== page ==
Error Handling

s2n-tls functions that return 'int' return 0 to indicate success and -1 to indicate failure. s2n-tls functions that return pointer types return NULL in the case of failure. When an s2n-tls function returns a failure, s2n_errno will be set to a value corresponding to the error. This error value can be translated into a string explaining the error in English by calling s2n_strerror(s2n_errno, "EN"). A string containing human readable error name, can be generated with s2n_strerror_name(). A string containing internal debug information, including filename and line number, can be generated with s2n_strerror_debug(). This string is useful to include when reporting issues to the s2n-tls development team.


if (s2n_config_set_cipher_preferences(config, prefs) < 0) {
    printf("Setting cipher prefs failed! %s : %s", s2n_strerror(s2n_errno, "EN"), s2n_strerror_debug(s2n_errno, "EN"));
    return -1;

NOTE: To avoid possible confusion, s2n_errno should be cleared after processing an error: s2n_errno = S2N_ERR_T_OK

When using s2n-tls outside of C, the address of the thread-local s2n_errno may be obtained by calling the s2n_errno_location() function. This will ensure that the same TLS mechanisms are used with which s2n-tls was compiled.

Error Types

s2n-tls organizes errors into different "types" to allow applications to handle error values without catching all possibilities. Applications using non-blocking I/O should check the error type to determine if the I/O operation failed because it would block or for some other error. To retrieve the type for a given error use s2n_error_get_type(). Applications should perform any error handling logic using these high level types:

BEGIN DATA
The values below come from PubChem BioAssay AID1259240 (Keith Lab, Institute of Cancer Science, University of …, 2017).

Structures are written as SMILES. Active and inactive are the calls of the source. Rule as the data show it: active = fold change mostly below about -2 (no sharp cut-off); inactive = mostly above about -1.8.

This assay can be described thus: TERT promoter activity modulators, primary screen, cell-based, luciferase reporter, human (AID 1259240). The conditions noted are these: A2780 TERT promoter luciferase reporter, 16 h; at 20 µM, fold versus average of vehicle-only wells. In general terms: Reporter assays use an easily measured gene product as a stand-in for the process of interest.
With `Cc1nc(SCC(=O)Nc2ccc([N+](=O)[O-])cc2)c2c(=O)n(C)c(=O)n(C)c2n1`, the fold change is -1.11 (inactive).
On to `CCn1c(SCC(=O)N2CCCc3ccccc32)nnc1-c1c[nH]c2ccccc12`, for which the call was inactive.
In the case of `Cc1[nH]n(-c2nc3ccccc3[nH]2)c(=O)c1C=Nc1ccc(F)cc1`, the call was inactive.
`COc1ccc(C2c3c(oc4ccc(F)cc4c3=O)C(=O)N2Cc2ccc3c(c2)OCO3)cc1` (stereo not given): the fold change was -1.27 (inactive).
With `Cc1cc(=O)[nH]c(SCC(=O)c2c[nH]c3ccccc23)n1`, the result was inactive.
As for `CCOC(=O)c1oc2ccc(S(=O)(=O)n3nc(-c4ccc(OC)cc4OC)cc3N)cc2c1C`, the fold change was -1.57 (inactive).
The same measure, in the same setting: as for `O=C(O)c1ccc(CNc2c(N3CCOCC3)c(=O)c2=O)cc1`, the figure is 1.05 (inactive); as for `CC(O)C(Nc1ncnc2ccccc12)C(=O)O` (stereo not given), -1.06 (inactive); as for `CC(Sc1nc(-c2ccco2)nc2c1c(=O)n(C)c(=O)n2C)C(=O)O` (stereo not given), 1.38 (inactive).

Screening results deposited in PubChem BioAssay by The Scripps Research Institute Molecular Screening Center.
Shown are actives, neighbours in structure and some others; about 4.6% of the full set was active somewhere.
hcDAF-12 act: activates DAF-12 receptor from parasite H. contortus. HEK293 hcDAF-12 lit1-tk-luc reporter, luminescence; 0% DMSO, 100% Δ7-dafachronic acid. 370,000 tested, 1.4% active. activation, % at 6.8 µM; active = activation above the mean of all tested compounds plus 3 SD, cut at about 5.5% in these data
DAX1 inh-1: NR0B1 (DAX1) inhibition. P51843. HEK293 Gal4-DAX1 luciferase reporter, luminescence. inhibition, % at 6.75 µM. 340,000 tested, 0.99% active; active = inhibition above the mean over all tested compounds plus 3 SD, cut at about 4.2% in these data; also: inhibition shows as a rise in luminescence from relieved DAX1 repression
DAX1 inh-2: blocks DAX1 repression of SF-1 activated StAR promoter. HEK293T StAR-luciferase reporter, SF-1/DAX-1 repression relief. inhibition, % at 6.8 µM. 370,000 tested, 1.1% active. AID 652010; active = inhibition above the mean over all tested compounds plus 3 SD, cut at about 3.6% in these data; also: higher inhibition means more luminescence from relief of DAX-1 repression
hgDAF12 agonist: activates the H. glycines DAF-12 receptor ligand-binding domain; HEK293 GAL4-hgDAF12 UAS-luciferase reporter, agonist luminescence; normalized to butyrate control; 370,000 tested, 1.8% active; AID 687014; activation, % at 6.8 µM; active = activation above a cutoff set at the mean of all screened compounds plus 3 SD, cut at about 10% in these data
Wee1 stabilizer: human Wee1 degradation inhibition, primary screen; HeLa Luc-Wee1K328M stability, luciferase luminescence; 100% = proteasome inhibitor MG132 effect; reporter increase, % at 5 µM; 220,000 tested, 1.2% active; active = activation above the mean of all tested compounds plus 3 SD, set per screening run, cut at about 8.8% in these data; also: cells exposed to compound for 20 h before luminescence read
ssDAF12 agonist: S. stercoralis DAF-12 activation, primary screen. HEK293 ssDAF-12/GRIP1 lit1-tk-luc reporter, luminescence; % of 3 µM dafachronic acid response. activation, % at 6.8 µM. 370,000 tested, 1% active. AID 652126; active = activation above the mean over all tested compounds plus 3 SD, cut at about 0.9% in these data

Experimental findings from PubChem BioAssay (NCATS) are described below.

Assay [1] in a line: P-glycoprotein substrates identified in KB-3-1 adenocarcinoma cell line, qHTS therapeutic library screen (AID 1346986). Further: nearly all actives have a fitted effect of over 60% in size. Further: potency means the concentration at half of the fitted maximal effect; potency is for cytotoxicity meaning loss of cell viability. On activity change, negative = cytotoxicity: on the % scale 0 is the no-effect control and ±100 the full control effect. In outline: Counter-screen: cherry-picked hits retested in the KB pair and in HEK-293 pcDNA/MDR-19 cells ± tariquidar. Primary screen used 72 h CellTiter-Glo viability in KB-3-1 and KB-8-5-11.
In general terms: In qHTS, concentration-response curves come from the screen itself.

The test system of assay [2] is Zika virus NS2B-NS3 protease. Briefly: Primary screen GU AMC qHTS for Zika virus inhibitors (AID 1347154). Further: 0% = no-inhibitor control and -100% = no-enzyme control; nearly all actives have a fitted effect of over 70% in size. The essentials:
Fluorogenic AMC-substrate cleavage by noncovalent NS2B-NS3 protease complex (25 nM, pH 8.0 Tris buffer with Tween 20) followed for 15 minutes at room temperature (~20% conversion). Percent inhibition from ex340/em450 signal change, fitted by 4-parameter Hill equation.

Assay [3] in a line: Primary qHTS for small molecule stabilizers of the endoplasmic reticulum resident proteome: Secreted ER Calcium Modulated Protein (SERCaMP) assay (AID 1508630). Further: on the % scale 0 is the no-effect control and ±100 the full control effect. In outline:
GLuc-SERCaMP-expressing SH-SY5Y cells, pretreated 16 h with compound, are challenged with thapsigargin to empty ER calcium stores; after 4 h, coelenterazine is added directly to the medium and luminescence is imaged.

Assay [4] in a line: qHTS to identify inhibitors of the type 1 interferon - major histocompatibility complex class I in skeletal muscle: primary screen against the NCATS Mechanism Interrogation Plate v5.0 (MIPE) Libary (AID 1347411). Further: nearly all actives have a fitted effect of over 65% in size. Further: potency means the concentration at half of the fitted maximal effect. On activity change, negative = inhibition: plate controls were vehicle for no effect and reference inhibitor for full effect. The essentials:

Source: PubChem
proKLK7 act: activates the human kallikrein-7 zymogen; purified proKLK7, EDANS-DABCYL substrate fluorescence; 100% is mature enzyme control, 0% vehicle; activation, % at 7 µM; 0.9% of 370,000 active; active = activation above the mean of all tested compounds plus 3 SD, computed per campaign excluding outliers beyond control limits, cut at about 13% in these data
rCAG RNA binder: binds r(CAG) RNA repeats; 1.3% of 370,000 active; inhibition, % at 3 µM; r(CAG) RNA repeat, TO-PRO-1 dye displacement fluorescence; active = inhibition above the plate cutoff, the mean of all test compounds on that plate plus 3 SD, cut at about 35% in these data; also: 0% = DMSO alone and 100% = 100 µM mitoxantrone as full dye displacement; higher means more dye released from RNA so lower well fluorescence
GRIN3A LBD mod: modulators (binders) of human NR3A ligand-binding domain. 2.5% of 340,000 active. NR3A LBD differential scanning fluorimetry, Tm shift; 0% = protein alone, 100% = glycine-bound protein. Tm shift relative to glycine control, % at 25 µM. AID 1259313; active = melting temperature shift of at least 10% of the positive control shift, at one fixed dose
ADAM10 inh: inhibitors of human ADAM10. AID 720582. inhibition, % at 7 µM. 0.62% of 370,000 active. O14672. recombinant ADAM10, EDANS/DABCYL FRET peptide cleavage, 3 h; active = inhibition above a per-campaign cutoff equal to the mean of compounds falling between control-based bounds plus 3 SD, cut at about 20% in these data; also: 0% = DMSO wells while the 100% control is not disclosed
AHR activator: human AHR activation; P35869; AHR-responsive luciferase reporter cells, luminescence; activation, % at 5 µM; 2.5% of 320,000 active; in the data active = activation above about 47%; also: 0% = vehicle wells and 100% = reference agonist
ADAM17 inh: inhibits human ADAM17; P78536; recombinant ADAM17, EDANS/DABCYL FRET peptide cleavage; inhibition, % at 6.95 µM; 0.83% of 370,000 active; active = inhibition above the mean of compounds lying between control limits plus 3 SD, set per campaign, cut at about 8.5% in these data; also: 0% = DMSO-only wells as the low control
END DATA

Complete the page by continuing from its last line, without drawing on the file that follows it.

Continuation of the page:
Here's an example that handles errors based on type:

#define SUCCESS 0
#define FAILURE 1
#define RETRY 2

s2n_errno = S2N_ERR_T_OK;
if (s2n_negotiate(conn, &blocked) < 0) {
    switch(s2n_error_get_type(s2n_errno)) {
        case S2N_ERR_T_BLOCKED:
            /* Blocked, come back later */
            return RETRY;
        case S2N_ERR_T_CLOSED:
            return SUCCESS;
        case S2N_ERR_T_IO:
            return FAILURE;
        case S2N_ERR_T_PROTO:
            return FAILURE;
        case S2N_ERR_T_ALERT:
            return FAILURE;
        /* Everything else */
            return FAILURE;


Blinding is a mitigation against timing side-channels which in some cases can leak information about encrypted data. By default s2n-tls will cause a thread to sleep between 10 and 30 seconds whenever tampering is detected.

Setting the S2N_SELF_SERVICE_BLINDING option with s2n_connection_set_blinding() turns off this behavior. This is useful for applications that are handling many connections in a single thread. In that case, if s2n_recv() or s2n_negotiate() return an error, self-service applications must call s2n_connection_get_delay() and pause activity on the connection for the specified number of nanoseconds before calling close() or shutdown(). s2n_shutdown() will fail if called before the blinding delay elapses.


s2n-tls has an mechanism to capture stacktraces when errors occur. This mechanism is off by default, but can be enabled in code by calling s2n_stack_traces_enabled_set(). It can be enabled globally by setting the environment variable S2N_PRINT_STACKTRACE=1.

Call s2n_print_stacktrace() to print your stacktrace.

Note: Enabling stacktraces can significantly slow down unit tests, causing failures on tests (such as s2n_cbc_verify) that measure the timing of events.